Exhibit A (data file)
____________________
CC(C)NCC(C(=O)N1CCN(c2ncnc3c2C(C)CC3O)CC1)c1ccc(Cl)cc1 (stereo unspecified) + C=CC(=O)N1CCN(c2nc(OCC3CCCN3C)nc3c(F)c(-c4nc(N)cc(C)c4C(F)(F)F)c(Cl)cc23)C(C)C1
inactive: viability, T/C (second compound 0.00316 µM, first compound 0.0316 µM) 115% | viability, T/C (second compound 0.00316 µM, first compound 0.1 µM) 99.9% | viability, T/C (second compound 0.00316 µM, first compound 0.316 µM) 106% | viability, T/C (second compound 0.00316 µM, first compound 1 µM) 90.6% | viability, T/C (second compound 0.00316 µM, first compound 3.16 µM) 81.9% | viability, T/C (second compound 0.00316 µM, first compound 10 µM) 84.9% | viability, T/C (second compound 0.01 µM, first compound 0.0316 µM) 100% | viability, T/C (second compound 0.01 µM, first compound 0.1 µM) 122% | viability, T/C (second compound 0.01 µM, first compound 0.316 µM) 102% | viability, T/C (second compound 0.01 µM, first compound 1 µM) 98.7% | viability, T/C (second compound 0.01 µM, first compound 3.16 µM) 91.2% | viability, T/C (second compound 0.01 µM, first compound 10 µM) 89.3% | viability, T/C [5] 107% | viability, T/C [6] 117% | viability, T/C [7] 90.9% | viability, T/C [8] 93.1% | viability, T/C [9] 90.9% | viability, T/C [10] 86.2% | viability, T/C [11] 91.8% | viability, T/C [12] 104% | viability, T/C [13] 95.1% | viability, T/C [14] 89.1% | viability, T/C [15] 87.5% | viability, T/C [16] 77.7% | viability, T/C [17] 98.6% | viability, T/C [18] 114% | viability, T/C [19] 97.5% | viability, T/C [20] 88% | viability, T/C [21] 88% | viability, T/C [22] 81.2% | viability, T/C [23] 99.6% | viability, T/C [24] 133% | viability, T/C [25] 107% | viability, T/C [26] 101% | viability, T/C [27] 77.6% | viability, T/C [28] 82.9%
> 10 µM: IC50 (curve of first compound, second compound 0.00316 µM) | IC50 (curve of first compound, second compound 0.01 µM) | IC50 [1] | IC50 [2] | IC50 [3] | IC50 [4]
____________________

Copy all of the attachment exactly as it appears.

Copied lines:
CC(C)NCC(C(=O)N1CCN(c2ncnc3c2C(C)CC3O)CC1)c1ccc(Cl)cc1 (stereo unspecified) + C=CC(=O)N1CCN(c2nc(OCC3CCCN3C)nc3c(F)c(-c4nc(N)cc(C)c4C(F)(F)F)c(Cl)cc23)C(C)C1
inactive: viability, T/C (second compound 0.00316 µM, first compound 0.0316 µM) 115% | viability, T/C (second compound 0.00316 µM, first compound 0.1 µM) 99.9% | viability, T/C (second compound 0.00316 µM, first compound 0.316 µM) 106% | viability, T/C (second compound 0.00316 µM, first compound 1 µM) 90.6% | viability, T/C (second compound 0.00316 µM, first compound 3.16 µM) 81.9% | viability, T/C (second compound 0.00316 µM, first compound 10 µM) 84.9% | viability, T/C (second compound 0.01 µM, first compound 0.0316 µM) 100% | viability, T/C (second compound 0.01 µM, first compound 0.1 µM) 122% | viability, T/C (second compound 0.01 µM, first compound 0.316 µM) 102% | viability, T/C (second compound 0.01 µM, first compound 1 µM) 98.7% | viability, T/C (second compound 0.01 µM, first compound 3.16 µM) 91.2% | viability, T/C (second compound 0.01 µM, first compound 10 µM) 89.3% | viability, T/C [5] 107% | viability, T/C [6] 117% | viability, T/C [7] 90.9% | viability, T/C [8] 93.1% | viability, T/C [9] 90.9% | viability, T/C [10] 86.2% | viability, T/C [11] 91.8% | viability, T/C [12] 104% | viability, T/C [13] 95.1% | viability, T/C [14] 89.1% | viability, T/C [15] 87.5% | viability, T/C [16] 77.7% | viability, T/C [17] 98.6% | viability, T/C [18] 114% | viability, T/C [19] 97.5% | viability, T/C [20] 88% | viability, T/C [21] 88% | viability, T/C [22] 81.2% | viability, T/C [23] 99.6% | viability, T/C [24] 133% | viability, T/C [25] 107% | viability, T/C [26] 101% | viability, T/C [27] 77.6% | viability, T/C [28] 82.9%
> 10 µM: IC50 (curve of first compound, second compound 0.00316 µM) | IC50 (curve of first compound, second compound 0.01 µM) | IC50 [1] | IC50 [2] | IC50 [3] | IC50 [4]